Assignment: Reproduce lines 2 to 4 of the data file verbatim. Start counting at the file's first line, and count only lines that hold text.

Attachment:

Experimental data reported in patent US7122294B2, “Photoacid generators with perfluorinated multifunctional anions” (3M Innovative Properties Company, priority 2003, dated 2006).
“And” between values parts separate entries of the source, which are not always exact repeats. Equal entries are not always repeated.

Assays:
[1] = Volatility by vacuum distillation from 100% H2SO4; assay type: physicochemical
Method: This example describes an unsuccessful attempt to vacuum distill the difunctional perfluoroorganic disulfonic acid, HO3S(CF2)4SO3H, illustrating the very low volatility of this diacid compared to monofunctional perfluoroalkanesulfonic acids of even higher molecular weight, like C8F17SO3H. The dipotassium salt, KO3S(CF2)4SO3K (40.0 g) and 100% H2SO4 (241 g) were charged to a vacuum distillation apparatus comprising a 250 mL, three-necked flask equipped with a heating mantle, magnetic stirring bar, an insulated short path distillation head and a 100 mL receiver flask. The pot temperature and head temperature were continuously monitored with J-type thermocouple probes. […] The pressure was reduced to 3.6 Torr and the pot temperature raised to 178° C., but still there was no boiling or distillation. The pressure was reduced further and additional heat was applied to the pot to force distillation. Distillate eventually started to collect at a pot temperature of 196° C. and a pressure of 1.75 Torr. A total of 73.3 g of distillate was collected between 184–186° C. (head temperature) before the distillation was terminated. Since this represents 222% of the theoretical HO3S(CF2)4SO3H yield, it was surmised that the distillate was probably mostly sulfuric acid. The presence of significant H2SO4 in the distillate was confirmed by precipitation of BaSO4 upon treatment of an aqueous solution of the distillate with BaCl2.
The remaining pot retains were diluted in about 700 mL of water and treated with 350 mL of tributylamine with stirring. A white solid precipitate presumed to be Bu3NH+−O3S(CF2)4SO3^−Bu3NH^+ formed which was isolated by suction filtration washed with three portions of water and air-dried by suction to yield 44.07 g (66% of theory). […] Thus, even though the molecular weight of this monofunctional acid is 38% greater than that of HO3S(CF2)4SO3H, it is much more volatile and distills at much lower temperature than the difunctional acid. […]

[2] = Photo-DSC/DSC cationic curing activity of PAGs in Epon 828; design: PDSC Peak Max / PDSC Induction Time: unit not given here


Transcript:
“And” between values parts separate entries of the source, which are not always exact repeats. Equal entries are not always repeated.

Assays:
[1] = Volatility by vacuum distillation from 100% H2SO4; assay type: physicochemical